The change in outlook to stable reflects (1) the company's stabilising operating performance despite the depressed market environment for its core products; (2) Moody's expectation that future cash flows will be more robust given recent cost savings and restructuring efforts; (3) the recent improvements in working capital management, which are now releasing cash to support operational cash flow (4) the expectation that the company will remain free cash flow positive going forward and (5) the additional comfort provided to the overall credit profile following the successful refinancing of maturing indebtedness; Pilkington has limited maturing debt instruments over the next 4 years.Today's rating action recognises Pilkington's stabilising operating performance despite continued weakness in core markets, Moody's said.The group's building products business continues to be impacted by weak North American commercial construction levels and the protracted downturn in many of continental Europe's markets, despite moderating trends in the UK and Australia. The company's automotive business is also realising some moderate benefits from new model introductions and efficiency improvements from the step change programme.
Although overall capacity utilisation in the industry and demand for glass remain relatively low, Pilkington is now harvesting the results of its restructuring and cost-saving efforts, which were initiated well before those of many of its competitors. Additionally, it has stabilised margins and, to an even greater extent, its cash flows so as to gain financial flexibility. However, Moody's cautioned that Pilkington will have to sustain its cost reduction efforts and efficiency focus going forward in order to counter sluggish demand and potential adverse price trends, with the aim of preserving and further improving operating performance.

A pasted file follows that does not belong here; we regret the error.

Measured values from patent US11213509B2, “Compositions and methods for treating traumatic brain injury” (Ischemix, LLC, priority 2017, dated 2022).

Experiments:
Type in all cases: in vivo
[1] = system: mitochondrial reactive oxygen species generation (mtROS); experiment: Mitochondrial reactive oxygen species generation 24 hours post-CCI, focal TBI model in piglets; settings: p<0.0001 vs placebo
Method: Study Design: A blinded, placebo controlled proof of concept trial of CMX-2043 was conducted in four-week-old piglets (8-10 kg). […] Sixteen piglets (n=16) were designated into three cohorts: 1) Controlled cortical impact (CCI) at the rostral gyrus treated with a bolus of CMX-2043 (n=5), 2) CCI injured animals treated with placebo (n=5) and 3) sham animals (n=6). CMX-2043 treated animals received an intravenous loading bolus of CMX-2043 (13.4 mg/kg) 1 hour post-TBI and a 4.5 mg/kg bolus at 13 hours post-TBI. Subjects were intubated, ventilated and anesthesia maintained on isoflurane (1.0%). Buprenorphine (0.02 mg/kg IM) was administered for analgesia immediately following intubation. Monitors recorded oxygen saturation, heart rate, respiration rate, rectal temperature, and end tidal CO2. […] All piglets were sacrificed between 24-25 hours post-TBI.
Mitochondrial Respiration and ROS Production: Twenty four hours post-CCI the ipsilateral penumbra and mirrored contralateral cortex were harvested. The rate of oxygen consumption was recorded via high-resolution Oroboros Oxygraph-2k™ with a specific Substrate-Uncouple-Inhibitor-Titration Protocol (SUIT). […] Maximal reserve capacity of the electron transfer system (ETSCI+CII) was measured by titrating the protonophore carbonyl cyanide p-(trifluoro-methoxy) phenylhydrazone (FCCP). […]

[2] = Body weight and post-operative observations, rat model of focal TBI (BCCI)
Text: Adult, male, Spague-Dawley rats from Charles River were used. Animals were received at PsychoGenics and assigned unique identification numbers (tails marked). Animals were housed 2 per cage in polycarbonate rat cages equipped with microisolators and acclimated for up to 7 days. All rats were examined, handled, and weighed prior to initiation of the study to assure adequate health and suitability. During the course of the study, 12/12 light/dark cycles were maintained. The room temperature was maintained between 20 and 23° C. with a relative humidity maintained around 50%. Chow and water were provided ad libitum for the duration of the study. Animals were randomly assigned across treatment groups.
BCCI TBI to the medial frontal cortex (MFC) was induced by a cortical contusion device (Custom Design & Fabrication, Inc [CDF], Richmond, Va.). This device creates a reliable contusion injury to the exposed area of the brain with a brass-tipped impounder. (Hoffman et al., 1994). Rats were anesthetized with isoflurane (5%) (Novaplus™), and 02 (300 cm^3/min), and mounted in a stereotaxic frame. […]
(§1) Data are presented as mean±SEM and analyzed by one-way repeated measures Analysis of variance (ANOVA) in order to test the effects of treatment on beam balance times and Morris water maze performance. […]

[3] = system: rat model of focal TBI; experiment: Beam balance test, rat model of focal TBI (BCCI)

The current Baa2 rating recognises the progress Pilkington has made in debt reduction in the period to 30 September 2003. Moody's expects the lower debt levels to be sustainable, thanks to Pilkington's focus on productivity and efficiency, working capital management as well as measured capex.
Through applying free cash flow and one-off disposal proceeds of GBP44 million from the sale of its Aerospace and Defence business to debt repayment, the company significantly reduced net debt levels from their peak in fiscal year ending 31 March 2002. The combined effect of debt reduction and higher level of cash flow led to a rebound in debt protection metrics to levels considered to be commensurate with the mid-Baa rating range. With this year's free cash flow, expected to come in at above GBP100 million, to be applied to debt reduction, debt protection measurements at the fiscal year-end should recover further to show a level of retained cash flow/net adjusted debt of well above 25%, Moody's said.
Given Pilkington's long-dated maturity profile, its significant cash balance and the expectation of a free cash flow, Moody's considers the company's overall liquidity profile as solid. In addition to these sources, the company has committed credit lines from its core relationship banks for short-term funding needs, though with material adverse change clauses. Compared to an actual EBITDA Interest Cover covenant of 6.8x, the company has ample headroom under the covenant limit of 3x. Earlier this year Pilkington successfully refinanced its Hybrid "Outback" structure by means of bilateral credit agreements, thereby considerably terming out its maturity profile.
The Pilkington Group, headquartered in St. Helens, UK, is one of the world's largest manufacturers of flat and safety glass for the building and automotive markets, with group sales of approximately GBP2.8 billion for the year ending 31 March 2003.